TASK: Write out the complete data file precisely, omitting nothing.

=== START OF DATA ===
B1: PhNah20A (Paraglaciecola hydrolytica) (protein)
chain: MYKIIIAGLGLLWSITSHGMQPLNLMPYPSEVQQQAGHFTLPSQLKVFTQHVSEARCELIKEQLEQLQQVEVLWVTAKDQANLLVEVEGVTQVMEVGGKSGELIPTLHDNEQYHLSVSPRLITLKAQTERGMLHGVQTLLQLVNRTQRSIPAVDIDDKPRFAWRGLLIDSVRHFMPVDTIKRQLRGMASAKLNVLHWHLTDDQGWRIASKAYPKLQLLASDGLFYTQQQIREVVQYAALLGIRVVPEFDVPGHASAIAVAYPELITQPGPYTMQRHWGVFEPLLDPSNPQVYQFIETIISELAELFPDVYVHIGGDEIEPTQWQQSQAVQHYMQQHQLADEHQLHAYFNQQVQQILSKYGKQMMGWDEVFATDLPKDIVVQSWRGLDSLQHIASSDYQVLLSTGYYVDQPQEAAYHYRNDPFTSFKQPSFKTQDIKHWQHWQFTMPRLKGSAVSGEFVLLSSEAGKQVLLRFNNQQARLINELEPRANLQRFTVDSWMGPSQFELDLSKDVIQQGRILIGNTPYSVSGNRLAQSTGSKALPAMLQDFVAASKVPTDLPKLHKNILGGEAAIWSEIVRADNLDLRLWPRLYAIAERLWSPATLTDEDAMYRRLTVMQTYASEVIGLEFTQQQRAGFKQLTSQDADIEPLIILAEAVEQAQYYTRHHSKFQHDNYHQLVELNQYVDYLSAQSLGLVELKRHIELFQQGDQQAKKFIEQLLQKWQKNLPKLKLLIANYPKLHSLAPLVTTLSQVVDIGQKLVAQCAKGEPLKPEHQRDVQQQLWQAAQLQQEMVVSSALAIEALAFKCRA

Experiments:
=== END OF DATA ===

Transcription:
B1: PhNah20A (Paraglaciecola hydrolytica) (protein)
chain: MYKIIIAGLGLLWSITSHGMQPLNLMPYPSEVQQQAGHFTLPSQLKVFTQHVSEARCELIKEQLEQLQQVEVLWVTAKDQANLLVEVEGVTQVMEVGGKSGELIPTLHDNEQYHLSVSPRLITLKAQTERGMLHGVQTLLQLVNRTQRSIPAVDIDDKPRFAWRGLLIDSVRHFMPVDTIKRQLRGMASAKLNVLHWHLTDDQGWRIASKAYPKLQLLASDGLFYTQQQIREVVQYAALLGIRVVPEFDVPGHASAIAVAYPELITQPGPYTMQRHWGVFEPLLDPSNPQVYQFIETIISELAELFPDVYVHIGGDEIEPTQWQQSQAVQHYMQQHQLADEHQLHAYFNQQVQQILSKYGKQMMGWDEVFATDLPKDIVVQSWRGLDSLQHIASSDYQVLLSTGYYVDQPQEAAYHYRNDPFTSFKQPSFKTQDIKHWQHWQFTMPRLKGSAVSGEFVLLSSEAGKQVLLRFNNQQARLINELEPRANLQRFTVDSWMGPSQFELDLSKDVIQQGRILIGNTPYSVSGNRLAQSTGSKALPAMLQDFVAASKVPTDLPKLHKNILGGEAAIWSEIVRADNLDLRLWPRLYAIAERLWSPATLTDEDAMYRRLTVMQTYASEVIGLEFTQQQRAGFKQLTSQDADIEPLIILAEAVEQAQYYTRHHSKFQHDNYHQLVELNQYVDYLSAQSLGLVELKRHIELFQQGDQQAKKFIEQLLQKWQKNLPKLKLLIANYPKLHSLAPLVTTLSQVVDIGQKLVAQCAKGEPLKPEHQRDVQQQLWQAAQLQQEMVVSSALAIEALAFKCRA

Experiments: